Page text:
Except the story isn’t true. Oh, he did get a haircut on Air Force One, but it didn’t stop traffic. Somebody had to call Thom over the commercial break and remind him. Of course, Thom remembered then that the story was false, but here’s the power of perception in a post-truth world: Reality has become nothing but a shared media experience, and whoever controls that media creates reality.

Media Truth: Bart Ehrman has disproved mythicism

Here in the U.S., there’s a cottage industry that employs a handful authors dedicated to debunking the lies, half-truths, and misrepresentations spewed out by hate radio hosts and right-wing media pundits. In the vacant space created by a delinquent press (sometimes indifferent, often complicit), these authors plug away and dutifully point out each error in an effort to set the record straight.

But it doesn’t do any good. By that I mean the conventional narrative doesn’t change. The record never gets set straight. Whoever tells the story first and loudest gets first dibs on constructing reality. It helps, of course, if the new bit of information confirms peoples’ biases. It’s even better if the details are titillating and salacious.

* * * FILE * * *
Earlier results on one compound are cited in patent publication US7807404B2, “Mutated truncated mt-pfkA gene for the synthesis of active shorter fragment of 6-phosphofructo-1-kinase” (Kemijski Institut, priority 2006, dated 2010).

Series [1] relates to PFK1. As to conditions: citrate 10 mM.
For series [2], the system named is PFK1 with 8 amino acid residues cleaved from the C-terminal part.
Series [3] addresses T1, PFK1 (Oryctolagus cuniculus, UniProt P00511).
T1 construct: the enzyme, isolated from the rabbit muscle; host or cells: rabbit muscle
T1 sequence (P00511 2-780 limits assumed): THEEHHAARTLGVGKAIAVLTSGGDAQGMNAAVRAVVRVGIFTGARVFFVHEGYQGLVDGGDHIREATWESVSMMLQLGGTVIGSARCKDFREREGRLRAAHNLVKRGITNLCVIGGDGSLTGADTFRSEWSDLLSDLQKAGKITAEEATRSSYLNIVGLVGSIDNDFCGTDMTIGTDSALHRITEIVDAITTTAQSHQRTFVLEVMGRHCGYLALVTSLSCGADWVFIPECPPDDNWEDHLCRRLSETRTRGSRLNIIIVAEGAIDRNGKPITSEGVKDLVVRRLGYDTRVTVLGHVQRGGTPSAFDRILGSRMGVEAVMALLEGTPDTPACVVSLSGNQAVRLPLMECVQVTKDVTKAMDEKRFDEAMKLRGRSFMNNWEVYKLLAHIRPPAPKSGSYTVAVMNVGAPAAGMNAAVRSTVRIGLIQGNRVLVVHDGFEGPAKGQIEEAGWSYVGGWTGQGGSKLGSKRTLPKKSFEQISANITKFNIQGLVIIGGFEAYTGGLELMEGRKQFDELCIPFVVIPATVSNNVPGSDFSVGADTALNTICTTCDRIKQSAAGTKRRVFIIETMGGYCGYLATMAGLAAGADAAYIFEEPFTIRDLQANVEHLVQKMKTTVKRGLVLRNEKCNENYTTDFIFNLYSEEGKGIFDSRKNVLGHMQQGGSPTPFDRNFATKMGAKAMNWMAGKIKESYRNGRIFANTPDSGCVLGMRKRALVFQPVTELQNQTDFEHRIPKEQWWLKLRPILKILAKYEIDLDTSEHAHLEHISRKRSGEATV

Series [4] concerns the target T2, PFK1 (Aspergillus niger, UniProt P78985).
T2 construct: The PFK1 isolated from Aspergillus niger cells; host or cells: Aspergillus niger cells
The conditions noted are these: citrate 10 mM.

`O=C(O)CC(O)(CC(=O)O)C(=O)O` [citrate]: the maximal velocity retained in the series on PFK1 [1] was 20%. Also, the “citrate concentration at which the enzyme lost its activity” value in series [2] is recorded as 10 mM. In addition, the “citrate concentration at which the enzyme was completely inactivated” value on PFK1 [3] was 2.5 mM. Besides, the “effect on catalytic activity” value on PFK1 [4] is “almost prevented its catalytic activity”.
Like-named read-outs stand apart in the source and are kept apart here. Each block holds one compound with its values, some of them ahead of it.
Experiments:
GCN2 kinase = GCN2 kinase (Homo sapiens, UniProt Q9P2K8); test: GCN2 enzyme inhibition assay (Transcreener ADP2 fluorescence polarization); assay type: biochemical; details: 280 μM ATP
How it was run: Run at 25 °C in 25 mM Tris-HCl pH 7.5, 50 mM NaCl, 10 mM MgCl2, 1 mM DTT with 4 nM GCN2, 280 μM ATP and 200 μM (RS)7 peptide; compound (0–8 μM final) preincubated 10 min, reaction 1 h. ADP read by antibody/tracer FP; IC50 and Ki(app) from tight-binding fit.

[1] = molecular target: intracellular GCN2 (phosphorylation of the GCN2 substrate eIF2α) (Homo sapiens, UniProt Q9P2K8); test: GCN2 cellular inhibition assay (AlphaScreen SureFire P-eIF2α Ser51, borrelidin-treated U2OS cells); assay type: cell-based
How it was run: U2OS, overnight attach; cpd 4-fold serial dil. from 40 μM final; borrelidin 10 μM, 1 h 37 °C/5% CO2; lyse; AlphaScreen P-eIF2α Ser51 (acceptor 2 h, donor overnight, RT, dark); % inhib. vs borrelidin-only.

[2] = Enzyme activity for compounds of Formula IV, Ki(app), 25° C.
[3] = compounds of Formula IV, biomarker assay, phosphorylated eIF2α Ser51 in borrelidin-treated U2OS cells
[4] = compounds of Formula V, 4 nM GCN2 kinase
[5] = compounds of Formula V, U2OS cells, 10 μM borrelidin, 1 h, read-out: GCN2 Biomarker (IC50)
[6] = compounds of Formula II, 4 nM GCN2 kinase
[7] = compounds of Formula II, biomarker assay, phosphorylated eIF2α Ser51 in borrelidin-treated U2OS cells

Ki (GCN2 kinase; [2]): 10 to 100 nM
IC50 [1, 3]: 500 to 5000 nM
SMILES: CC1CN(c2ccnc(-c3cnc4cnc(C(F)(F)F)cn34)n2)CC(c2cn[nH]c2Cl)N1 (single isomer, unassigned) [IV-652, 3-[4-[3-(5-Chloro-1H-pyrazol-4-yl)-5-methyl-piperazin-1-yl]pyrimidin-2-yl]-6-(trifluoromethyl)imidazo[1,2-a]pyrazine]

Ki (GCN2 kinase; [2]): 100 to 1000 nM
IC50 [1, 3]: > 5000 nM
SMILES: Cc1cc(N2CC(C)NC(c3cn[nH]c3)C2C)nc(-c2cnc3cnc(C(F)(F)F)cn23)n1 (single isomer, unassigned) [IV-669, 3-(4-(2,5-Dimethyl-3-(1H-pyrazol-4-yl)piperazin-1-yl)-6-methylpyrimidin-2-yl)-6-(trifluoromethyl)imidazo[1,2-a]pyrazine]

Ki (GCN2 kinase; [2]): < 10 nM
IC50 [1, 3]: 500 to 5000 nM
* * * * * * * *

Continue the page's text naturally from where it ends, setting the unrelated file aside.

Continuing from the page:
This is why so many people, even educated people who should know better, think that climate change is a hoax, that Gore said he “invented the Internet,” or that Obama is an atheist-Muslim-Marxist. They’re plugged into media outlets that tell them what they want to hear, and even if they should accidentally flip the channel, mainstream media is too busy telling stories about murders, mayhem, and missing persons to do its job.

Similarly, Dr. Richard Carrier, Acharya S, Earl Doherty, and my buddy Neil have been diligently cataloging the errors in Bart’s Myth-bashing opus. I’m glad. We need to try to set the record straight. However, I don’t expect it to do much good — at least in the popular media — and certainly not within the guild. We won’t be able to change the media narrative that Dr. Ehrman has “dispelled the myth of mythicism.(more…)

2012/03/25

Richard Carrier interview

Filed under: Bayes' Theorem,Richard Carrier — Neil Godfrey @ 6:06 am
Tags:
Bayes theorem

Bayes theorem (Photo credit: disownedlight)